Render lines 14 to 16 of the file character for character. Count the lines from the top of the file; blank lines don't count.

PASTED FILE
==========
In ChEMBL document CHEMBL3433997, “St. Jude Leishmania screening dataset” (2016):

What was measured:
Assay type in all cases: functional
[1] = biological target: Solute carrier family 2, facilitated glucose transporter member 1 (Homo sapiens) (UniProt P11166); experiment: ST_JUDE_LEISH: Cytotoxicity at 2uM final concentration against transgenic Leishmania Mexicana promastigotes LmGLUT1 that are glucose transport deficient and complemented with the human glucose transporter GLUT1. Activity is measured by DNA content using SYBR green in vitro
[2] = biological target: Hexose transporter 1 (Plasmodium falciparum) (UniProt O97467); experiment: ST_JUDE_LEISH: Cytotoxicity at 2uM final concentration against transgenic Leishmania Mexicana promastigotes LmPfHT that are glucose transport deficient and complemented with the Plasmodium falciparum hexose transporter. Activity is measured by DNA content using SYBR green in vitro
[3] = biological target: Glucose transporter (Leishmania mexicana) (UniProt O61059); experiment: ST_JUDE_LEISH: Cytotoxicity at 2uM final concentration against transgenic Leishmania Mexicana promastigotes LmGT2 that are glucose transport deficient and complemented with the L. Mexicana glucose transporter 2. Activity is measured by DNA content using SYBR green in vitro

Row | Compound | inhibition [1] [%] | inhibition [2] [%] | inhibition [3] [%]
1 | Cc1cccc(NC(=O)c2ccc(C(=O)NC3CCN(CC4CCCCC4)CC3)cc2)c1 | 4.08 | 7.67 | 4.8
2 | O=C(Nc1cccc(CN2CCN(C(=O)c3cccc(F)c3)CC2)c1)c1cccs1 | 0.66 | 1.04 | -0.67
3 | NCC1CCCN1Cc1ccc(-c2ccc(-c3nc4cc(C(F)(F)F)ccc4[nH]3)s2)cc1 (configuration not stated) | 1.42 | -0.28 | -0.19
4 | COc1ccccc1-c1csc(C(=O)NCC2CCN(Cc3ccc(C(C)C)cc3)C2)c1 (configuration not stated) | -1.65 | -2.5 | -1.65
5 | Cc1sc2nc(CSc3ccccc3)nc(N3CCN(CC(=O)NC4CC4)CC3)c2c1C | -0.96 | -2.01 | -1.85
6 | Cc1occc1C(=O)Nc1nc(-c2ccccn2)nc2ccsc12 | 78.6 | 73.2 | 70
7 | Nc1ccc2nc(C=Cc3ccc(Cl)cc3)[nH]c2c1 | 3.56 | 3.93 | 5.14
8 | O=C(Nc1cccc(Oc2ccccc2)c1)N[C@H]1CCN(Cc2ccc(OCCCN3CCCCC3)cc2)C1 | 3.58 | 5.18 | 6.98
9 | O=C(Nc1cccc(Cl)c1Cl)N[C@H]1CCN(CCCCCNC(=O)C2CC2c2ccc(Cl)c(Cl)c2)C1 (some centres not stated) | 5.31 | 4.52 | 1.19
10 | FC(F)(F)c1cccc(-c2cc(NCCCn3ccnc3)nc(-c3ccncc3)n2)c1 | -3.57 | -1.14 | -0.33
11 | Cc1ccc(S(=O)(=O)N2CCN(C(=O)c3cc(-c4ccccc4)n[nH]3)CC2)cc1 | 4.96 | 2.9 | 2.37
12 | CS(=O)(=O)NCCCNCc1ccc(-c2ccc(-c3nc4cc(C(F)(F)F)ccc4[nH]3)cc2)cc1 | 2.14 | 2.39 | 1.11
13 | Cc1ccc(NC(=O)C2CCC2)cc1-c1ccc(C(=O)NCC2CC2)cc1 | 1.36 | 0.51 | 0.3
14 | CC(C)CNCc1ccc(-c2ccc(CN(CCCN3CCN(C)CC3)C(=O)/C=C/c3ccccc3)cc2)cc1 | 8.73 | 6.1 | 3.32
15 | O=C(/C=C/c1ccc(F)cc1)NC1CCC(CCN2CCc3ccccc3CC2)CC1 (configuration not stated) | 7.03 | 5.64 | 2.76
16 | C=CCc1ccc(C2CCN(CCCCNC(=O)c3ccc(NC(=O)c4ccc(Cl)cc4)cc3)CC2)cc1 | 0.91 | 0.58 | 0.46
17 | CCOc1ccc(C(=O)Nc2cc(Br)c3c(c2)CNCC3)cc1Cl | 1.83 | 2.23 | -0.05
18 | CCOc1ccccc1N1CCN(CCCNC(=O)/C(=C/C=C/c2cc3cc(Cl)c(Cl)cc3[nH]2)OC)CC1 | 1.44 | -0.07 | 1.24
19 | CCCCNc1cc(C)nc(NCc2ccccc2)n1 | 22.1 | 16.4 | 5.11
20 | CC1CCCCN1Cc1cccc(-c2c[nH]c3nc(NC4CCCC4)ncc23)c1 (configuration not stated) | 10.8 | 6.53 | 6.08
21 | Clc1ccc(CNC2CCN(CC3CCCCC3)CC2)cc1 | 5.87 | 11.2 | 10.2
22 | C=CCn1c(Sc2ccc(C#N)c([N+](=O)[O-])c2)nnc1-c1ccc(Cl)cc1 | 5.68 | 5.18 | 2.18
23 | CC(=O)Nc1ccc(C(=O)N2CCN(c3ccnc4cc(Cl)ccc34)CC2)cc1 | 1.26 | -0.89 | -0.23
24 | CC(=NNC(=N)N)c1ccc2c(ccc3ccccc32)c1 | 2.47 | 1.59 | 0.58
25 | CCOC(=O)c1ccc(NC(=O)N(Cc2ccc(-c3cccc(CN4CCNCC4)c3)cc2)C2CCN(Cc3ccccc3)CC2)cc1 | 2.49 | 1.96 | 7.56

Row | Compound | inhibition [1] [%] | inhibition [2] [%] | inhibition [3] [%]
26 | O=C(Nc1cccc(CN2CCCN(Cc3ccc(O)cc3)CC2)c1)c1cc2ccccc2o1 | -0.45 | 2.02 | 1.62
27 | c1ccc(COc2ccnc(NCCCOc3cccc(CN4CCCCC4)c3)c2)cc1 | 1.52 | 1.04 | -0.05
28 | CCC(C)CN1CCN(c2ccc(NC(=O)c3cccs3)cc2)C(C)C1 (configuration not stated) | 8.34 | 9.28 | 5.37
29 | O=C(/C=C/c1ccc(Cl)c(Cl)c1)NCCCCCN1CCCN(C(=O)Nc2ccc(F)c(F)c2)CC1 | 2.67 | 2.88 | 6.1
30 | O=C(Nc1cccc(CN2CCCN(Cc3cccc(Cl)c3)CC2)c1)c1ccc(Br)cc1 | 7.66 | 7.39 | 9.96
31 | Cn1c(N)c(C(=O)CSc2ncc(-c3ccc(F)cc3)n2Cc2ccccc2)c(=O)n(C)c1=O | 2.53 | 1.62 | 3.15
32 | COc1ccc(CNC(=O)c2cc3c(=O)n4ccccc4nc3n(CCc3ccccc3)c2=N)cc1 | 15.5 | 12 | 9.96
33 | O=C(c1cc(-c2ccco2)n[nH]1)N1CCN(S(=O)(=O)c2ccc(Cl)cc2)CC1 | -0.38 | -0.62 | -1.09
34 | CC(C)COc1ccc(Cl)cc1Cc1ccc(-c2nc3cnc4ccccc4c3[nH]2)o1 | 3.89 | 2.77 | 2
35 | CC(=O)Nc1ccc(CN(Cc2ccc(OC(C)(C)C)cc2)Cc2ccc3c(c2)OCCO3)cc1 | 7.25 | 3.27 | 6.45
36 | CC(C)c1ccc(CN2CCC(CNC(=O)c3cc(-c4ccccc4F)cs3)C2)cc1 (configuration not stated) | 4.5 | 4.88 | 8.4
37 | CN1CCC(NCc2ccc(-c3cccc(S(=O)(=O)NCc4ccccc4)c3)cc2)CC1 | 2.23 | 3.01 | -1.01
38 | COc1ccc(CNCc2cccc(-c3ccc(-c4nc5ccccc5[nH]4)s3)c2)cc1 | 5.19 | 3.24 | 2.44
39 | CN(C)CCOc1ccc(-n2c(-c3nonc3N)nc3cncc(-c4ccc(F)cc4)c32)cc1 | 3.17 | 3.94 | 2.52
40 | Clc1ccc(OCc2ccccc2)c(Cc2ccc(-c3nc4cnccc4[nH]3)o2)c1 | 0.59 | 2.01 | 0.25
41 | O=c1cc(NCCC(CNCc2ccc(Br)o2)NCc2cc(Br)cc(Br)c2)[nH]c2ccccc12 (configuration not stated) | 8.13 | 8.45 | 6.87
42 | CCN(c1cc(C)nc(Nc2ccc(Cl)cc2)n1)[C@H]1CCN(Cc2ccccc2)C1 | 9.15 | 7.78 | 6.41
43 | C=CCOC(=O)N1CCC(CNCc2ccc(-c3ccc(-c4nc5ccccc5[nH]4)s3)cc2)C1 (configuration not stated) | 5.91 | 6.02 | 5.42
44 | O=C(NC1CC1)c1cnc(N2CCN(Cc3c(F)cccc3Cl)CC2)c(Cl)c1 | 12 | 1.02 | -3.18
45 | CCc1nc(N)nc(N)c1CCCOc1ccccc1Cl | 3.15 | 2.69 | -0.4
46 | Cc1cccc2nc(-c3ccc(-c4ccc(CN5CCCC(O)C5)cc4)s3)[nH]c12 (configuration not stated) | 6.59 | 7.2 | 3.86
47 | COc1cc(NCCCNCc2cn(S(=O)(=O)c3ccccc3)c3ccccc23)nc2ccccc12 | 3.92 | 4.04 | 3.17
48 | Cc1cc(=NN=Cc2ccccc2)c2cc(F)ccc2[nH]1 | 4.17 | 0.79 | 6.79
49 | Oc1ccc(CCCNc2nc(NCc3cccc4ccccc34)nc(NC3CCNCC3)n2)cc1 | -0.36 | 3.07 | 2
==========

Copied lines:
7 | Nc1ccc2nc(C=Cc3ccc(Cl)cc3)[nH]c2c1 | 3.56 | 3.93 | 5.14
8 | O=C(Nc1cccc(Oc2ccccc2)c1)N[C@H]1CCN(Cc2ccc(OCCCN3CCCCC3)cc2)C1 | 3.58 | 5.18 | 6.98
9 | O=C(Nc1cccc(Cl)c1Cl)N[C@H]1CCN(CCCCCNC(=O)C2CC2c2ccc(Cl)c(Cl)c2)C1 (some centres not stated) | 5.31 | 4.52 | 1.19